Type 1 diabetes (T1D) is an autoimmune disease that usually strikes early in life, but can affect individuals at almost any age. It is caused by autoreactive T cells that destroy insulin-producing beta cells in the pancreas. Epidemiological studies estimate a prevalence of 1 in 300 children in the United States with an increasing incidence of 2%-5% annually worldwide. The daily responsibility, clinical management, and vigilance required to maintain blood sugar levels within normal range and avoid acute complications (hypoglycemic episodes and diabetic ketoacidosis) and long term micro- and macro-vascular complications significantly affects quality of life and public health care costs. Given the expansive impact of T1D, research work has accelerated and T1D has been intensively investigated with the focus to better understand, manage and cure this condition. Many advances have been made in the past decades in this regard, but key questions remain as to why certain people develop T1D, but not others, with the glaring example of discordant disease incidence among monozygotic twins. In this review, we discuss the field's current understanding of its pathophysiology and the role of genetics and environment on the development of T1D. We examine the potential implications of these findings with an emphasis on T1D inheritance patterns, twin studies, and disease prevention. Through a better understanding of this process, interventions can be developed to prevent or halt it at early stages.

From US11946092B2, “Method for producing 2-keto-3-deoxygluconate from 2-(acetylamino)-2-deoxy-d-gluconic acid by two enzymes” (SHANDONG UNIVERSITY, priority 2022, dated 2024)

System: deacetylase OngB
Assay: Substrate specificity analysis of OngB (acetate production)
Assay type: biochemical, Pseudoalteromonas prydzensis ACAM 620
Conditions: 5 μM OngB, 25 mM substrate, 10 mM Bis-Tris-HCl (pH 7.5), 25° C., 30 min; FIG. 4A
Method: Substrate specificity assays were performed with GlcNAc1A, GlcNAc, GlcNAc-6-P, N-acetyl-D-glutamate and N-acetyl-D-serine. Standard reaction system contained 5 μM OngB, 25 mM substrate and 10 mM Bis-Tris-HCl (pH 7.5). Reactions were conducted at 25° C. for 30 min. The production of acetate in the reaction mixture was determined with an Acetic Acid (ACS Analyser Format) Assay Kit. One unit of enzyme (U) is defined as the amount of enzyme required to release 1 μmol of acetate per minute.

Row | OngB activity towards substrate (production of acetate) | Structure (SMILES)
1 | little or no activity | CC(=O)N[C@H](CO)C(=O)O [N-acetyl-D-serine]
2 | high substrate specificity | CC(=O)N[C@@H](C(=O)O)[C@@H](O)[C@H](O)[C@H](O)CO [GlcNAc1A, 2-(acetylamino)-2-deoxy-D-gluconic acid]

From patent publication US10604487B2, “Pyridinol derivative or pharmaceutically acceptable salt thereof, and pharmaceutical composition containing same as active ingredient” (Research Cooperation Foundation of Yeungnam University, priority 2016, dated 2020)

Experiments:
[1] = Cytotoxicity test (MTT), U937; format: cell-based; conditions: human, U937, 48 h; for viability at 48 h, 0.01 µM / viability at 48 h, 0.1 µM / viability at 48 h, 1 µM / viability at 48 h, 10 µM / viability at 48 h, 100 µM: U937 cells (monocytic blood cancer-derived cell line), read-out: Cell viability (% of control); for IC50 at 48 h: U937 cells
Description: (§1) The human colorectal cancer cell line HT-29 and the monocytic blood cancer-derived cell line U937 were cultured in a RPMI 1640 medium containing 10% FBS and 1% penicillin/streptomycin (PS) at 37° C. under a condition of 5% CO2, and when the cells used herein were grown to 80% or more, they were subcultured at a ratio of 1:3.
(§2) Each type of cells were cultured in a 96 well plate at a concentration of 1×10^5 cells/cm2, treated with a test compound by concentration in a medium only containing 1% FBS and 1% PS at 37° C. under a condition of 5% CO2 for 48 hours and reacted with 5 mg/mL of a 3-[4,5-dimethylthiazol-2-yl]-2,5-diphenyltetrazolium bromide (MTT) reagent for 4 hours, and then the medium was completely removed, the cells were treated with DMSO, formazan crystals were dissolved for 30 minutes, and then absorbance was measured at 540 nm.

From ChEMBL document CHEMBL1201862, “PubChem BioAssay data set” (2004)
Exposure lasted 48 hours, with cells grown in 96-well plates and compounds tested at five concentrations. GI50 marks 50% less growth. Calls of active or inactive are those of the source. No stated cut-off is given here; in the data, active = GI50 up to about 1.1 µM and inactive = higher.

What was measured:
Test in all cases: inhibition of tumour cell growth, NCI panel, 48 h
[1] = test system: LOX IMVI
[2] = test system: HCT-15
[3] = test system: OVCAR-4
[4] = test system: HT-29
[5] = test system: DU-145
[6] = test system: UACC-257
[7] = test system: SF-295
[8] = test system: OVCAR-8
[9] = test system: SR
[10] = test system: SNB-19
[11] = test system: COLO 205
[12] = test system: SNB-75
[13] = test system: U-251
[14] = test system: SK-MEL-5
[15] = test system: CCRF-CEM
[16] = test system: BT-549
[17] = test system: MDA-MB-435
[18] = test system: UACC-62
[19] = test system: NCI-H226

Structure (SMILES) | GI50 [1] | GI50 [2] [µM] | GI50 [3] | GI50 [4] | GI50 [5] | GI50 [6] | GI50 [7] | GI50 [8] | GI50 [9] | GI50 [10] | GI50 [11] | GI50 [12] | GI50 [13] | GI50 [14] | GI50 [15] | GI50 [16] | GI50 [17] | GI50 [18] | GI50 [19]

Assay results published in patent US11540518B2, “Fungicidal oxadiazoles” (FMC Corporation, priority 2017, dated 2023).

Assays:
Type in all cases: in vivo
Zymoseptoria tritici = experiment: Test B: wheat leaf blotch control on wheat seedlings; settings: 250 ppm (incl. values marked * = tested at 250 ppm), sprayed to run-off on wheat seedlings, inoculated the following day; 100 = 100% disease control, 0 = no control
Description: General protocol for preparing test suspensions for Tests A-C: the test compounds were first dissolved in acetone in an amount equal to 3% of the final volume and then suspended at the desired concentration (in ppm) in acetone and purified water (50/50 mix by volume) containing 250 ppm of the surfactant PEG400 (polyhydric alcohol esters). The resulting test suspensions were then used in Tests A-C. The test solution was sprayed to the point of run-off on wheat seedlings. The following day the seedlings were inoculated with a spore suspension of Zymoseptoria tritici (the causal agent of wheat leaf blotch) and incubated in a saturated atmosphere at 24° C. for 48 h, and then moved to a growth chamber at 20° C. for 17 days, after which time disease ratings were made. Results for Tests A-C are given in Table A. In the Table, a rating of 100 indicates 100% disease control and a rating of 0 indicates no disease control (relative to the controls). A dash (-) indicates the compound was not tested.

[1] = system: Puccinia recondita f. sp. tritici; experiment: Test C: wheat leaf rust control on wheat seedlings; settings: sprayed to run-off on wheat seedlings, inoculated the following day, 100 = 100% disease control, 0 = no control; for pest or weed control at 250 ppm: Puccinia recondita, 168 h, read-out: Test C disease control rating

Keywords: Diabetes prevention; Role of genetics in type 1 diabetes; Type 1 diabetes concordance; Type 1 diabetes discordance; Type 1 diabetes environment; Type 1 diabetes epigenetics; Type 1 diabetes genetics; Type 1 diabetes twin studies.
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